MEET THE CANDIDATES: Dowd, Koger advocate approachable management, complete psychological well being packages

(Photo by Tegan Brandt Courtesy Cameron Koger)

A one-hour phone call was enough to make the formal decision to run for President and Vice President of the Student Union, Michael Dowd, Senior Animal Science and Global Food Systems Leadership, and Cameron Koger, Junior Marketing.

“By the end of that conversation, I knew Cameron would be an excellent person to work with,” said Dowd.

Dowd said the first spark of running for president of the student body came from student leaders standing before him, such as Sadie Polson, chief of staff 2019-2020, Jansen Penny, president of the student body 2019-2020, and Lacy Pitts, 2018-2019 vice president of the Student body.

“They really showed me what it’s like to be connected and understand, hear and listen to the student body and find out how the students actually feel at K-State,” Dowd said.

The duo aim to collect ideas from students for 158 – the number of years since the state of Kansas was founded – to further enhance the university experience.

Koger said deciding on their roles required an interesting period of reflection for the couple, but the roles they have chosen best suit their strengths.

“Michael is much better at delegating, being organized and staying on top of things, and I’m more interpersonal,” said Koger. “I won’t talk to anyone.”

Koger said he loves developing ideas and executing them on the platforms the two of them created. The position of Vice President will enable him to make better use of these strengths.

“I always wanted to be able to represent students because I feel like I have a unique passion, wanting to do as much as possible to help each student,” said Koger.

Since Koger became involved with SGA, he has served on four committees at the same time and now wants to go further to make a difference.

“I feel like I’m making a difference here [committees]but I even want to take it to the next step because I haven’t seen many people who were similar, ”said Koger. “So I thought I had the opportunity to be a unique candidate.”

Koger said he and Dowd want to become the most approachable, sincere, and authentic leaders ever on the K-State campus.

“Michael and I really think we can be the ones that the folks at Walmart can go to and ask questions about what we’ve enacted,” said Koger. “Or the people you see on campus who you talk to for 20 minutes to get a pulse.”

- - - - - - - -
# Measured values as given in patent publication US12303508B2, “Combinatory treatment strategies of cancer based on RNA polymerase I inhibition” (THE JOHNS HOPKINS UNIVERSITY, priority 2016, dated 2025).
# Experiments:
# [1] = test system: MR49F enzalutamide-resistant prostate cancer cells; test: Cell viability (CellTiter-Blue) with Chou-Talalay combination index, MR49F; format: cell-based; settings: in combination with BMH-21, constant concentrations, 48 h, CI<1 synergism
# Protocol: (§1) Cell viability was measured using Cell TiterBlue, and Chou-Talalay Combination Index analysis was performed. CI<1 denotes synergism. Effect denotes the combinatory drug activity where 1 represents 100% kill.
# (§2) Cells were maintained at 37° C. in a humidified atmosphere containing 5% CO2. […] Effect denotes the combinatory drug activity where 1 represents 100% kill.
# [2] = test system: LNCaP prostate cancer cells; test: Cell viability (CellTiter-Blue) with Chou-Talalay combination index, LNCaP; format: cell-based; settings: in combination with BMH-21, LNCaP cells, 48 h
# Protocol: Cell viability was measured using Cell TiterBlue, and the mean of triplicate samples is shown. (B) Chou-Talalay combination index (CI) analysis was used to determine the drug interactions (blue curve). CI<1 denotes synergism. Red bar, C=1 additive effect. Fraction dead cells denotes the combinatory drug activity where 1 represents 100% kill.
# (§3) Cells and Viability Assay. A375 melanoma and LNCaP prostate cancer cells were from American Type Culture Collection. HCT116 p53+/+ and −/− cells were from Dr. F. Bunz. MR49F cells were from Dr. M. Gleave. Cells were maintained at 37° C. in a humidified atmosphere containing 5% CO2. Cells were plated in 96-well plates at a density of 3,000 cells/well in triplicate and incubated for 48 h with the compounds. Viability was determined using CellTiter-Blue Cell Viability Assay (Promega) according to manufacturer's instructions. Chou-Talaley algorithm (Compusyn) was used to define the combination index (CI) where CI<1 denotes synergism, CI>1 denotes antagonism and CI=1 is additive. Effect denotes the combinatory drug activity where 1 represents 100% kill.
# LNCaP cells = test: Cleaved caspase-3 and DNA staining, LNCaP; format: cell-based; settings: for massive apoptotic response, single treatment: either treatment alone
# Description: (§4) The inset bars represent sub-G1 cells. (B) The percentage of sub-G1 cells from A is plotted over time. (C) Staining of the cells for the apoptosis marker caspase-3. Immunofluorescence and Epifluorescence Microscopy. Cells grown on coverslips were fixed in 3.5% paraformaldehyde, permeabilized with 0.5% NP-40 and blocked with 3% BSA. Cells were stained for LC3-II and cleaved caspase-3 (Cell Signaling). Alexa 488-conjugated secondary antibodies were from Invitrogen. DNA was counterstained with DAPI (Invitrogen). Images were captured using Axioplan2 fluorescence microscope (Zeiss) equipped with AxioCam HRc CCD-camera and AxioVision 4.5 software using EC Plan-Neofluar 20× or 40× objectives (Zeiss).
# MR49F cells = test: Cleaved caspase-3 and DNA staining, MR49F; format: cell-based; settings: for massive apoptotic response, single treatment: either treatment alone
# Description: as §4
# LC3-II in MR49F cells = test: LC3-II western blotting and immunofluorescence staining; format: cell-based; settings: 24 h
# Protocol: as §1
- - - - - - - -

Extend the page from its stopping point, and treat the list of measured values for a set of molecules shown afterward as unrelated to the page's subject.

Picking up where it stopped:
The revised Code of Conduct includes the concerns and contributions of the students

Read now

Also, Dowd said he wanted to be the guy whose phone line is always open.

“I know I’ll actually sit down and listen to every response we get,” said Dowd.

The duo developed many goals in order to create a better environment at K-State. Some ideas include comprehensive mental health programs, student leadership discussions, and creating K-State digital IDs.

“The whole idea is that our experiences and K-state stories are only two in 20,000,” Dowd said. “We only have a limited amount of experience to know what K-State needs right now, and our goal is to get that from students.”

Koger’s passion for K-State is based not only on his own perspectives, but also on his family history.

“My parents met here and a couple of siblings stayed here for some time, which means a lot to me,” said Koger. “It’s also literally 20 times bigger than the population of Overbrook. It’s crazy to think it can be so much bigger, but at the same time I can walk around campus and recognize at least one person. ”

Koger’s admiration for K-State extends beyond the campus. His favorite tradition is to stick with every sporting event he participates in until the alma mater finishes the game, regardless of the score.


Women’s basketball wants to kickstart the half-season against Texas Tech

Read now

Dowd’s passion is based on the idea of ​​being part of a family and a community. No matter what situation he’s in, the friends he makes at K-State are always a phone call away.

Dowd said his favorite K-state tradition is for people to use the Power Cat hand sign because everyone connects instantly.

“Seeing people throw up a power cat in their happiest moments with their friends on campus or off campus is something very unique and individual that we can all relate to,” said Dowd.

Dowd and Koger post their campaign journey on Instagram.

Ad Blocker Detected

Our website is made possible by displaying online advertisements to our visitors. Please consider supporting us by disabling your ad blocker.